CIT is an established name in the asset-based lending industry, but that hasn’t stopped it from continuing to evolve and innovate. In 2020 alone, the bank expanded its ABL division, hired a new ABL team leader and continued to close deals with its CIT Northbridge Credit joint venture, setting itself up for continued success in the marketplace.
Even before 2020 began, CIT knew this year was going to be an important one for its asset-based lending business.
Recognizing an economic cycle that had seen years of growth, CIT prepared itself to support the anticipated needs of businesses opting for asset-based facilities in a potentially weaker environment. Such a downturn was accelerated by the realities of COVID-19, but both before and after the pandemic, CIT has taken major steps to strengthen its ABL offerings.
One of those steps occurred in January when the bank closed on its acquisition of Mutual of Omaha Bank, which gave CIT new footholds in the Omaha, NE; Dallas; Phoenix; and San Diego markets. Just having new markets would mean nothing without an established product line, but CIT was ready with both regional expertise and a broad range of offerings across its commercial finance division, including traditional ABL.
“At CIT, we’re proud of our decades-long heritage as a premier asset-based lender,” David Harnisch, president of CIT’s commercial finance and real estate divisions, says. “We are known and respected for our deep industry knowledge, strong underwriting and structuring expertise, and willingness to work closely with clients to meet both simple and complex financing needs.”
With the ABL unit alone, CIT delivers first-in-last-out facilities, hard assets, intangibles, stretch term loans and more to new customers and current customers alike. With a larger regional footprint to operate in, CIT also expanded its asset-based lending business by leveraging strong and experienced internal talent.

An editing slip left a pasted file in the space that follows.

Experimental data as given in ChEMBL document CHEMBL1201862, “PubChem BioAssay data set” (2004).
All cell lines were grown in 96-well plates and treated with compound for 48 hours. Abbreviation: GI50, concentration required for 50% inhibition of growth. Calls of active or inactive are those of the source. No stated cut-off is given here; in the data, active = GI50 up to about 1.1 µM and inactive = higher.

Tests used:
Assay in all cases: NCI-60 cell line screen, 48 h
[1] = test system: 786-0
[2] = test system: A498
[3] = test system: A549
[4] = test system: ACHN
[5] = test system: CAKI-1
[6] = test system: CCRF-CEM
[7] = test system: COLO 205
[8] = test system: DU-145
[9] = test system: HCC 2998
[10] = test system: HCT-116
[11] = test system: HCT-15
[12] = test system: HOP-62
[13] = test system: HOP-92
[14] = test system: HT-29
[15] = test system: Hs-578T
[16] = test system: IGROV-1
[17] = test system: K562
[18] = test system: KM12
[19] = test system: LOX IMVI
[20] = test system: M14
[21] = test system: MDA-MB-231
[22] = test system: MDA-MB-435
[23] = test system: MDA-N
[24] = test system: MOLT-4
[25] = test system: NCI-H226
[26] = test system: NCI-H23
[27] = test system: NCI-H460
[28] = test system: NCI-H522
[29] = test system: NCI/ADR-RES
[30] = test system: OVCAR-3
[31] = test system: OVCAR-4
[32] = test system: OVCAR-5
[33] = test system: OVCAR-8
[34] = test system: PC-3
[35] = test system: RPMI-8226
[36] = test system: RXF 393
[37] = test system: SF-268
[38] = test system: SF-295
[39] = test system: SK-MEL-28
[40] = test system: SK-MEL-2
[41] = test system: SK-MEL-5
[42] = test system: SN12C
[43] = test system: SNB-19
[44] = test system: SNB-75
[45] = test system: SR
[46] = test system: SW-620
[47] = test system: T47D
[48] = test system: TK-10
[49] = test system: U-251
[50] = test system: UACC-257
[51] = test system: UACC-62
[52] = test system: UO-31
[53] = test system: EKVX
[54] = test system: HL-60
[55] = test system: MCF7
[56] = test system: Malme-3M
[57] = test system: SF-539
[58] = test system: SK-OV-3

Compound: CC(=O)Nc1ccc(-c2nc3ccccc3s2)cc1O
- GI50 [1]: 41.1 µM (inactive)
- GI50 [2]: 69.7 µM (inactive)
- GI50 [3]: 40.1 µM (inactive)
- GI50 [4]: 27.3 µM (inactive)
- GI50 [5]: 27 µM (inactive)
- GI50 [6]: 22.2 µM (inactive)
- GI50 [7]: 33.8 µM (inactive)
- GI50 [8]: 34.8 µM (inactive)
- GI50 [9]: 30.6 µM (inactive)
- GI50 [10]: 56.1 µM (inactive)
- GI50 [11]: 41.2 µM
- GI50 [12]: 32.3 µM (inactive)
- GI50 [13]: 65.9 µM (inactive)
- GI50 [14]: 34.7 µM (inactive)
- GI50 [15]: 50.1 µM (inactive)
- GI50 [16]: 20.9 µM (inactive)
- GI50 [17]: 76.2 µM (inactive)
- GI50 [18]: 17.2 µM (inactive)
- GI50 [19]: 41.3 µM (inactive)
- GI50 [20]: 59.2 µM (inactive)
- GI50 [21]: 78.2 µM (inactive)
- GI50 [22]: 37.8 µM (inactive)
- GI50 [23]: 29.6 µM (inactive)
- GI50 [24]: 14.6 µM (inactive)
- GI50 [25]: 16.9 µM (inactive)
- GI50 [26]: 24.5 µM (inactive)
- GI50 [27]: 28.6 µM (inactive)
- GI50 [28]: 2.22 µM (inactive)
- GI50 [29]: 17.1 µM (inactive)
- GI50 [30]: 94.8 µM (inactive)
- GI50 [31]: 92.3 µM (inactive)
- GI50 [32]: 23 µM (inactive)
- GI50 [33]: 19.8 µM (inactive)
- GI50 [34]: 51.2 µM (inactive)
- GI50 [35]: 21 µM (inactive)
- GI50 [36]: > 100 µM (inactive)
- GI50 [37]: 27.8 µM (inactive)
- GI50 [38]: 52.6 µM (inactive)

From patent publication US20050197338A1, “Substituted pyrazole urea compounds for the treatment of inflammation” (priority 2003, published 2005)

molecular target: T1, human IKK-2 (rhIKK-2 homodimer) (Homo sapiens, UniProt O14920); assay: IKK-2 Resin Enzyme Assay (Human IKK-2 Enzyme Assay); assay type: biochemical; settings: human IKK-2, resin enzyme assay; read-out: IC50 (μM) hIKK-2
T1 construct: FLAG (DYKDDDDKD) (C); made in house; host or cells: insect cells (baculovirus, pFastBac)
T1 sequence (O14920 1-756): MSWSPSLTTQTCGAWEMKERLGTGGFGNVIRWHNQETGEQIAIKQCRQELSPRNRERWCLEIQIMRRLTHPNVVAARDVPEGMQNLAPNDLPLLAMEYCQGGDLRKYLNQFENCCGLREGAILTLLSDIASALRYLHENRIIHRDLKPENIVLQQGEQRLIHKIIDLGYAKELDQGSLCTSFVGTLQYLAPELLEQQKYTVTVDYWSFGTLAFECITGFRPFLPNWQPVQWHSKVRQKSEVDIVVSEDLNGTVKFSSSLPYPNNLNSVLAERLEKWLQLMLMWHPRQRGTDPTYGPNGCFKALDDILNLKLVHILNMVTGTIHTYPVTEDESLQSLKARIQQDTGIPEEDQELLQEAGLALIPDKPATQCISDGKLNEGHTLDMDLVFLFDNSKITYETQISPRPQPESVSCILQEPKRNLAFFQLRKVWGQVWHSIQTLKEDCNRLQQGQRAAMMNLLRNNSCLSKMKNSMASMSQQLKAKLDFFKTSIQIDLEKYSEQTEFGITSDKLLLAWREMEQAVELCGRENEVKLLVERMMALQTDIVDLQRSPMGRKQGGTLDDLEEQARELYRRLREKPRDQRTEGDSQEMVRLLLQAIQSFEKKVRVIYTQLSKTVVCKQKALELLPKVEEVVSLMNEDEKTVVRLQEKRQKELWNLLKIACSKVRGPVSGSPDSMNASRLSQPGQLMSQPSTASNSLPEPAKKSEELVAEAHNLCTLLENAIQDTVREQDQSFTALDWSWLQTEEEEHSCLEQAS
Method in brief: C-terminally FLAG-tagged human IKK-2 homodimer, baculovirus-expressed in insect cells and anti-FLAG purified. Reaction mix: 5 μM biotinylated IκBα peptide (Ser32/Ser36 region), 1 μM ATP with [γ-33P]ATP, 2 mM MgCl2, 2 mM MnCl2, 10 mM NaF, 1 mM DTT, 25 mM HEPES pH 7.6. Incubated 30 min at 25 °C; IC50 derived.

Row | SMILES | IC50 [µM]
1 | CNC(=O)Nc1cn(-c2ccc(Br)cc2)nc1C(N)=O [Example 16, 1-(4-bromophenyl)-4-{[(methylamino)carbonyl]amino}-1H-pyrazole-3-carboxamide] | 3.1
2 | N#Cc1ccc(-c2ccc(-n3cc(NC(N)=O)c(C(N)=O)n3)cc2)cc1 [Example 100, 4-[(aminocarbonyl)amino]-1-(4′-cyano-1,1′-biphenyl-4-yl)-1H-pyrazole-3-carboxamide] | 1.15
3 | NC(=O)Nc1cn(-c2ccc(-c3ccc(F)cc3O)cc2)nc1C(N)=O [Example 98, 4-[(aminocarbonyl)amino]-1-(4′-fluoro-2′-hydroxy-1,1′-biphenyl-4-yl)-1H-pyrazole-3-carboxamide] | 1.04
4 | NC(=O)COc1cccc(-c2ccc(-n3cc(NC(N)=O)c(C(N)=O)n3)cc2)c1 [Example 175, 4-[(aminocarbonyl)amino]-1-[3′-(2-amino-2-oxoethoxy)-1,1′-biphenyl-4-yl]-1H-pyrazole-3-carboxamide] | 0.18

“Instead of external hiring, my suggestion was to leverage the talent we have on the ground,” Chris Esposito, managing director of asset-based lending for CIT, says.
Esposito’s approach required helping relationship managers and underwriters in CIT’s expanded territories learn to better identify opportunities for which the ABL team could offer the best solution. From there, they could deploy these skills with their established customer relationships.
CIT also has been engaging the sales forces in its commercial services and supply chain finance organizations to recommend ABL products, growing the channels through which CIT can support clients. This aligns with CIT’s approach of delivering the support and services of the entire bank to its commercial clients, including treasury management, foreign-exchange and capital markets.
The recent ABL team expansion provides even more capacity, and as Esposito explains, there is plenty of room to grow.
“I’d like to see ABL grow to where CIT is one of the largest in the market,” Esposito says. “We’ve always had our reputation as a leading ABL lender. I’d just like to see us grow back to the scale we were.”
Esposito is well positioned to be a key driver in making that happen, having been named the managing director of CIT’s ABL team in early July. As one of the longest tenured members of CIT’s ABL business, he was a logical choice for the role.
Since joining CIT in 2002 to help with the newly formed retail ABL unit, Esposito has experienced the ups and downs of the industry, building on a nearly 40-year career in banking and commercial lending. During his tenure, Esposito learned that asking questions is a critical part of the process. Perhaps not coincidentally, Esposito got the job he has today by asking a pretty simple one.
When Burt Feinberg retired in 2019, CIT’s ABL unit was left without a leader. Esposito took over in a de facto capacity. After months of performing the role, Esposito spoke with Harnisch and asked to be considered for the leadership position. Harnisch, having known Esposito for more than a decade, decided he was indeed the right choice — both internally and externally — to lead CIT’s ABL business into its next chapter.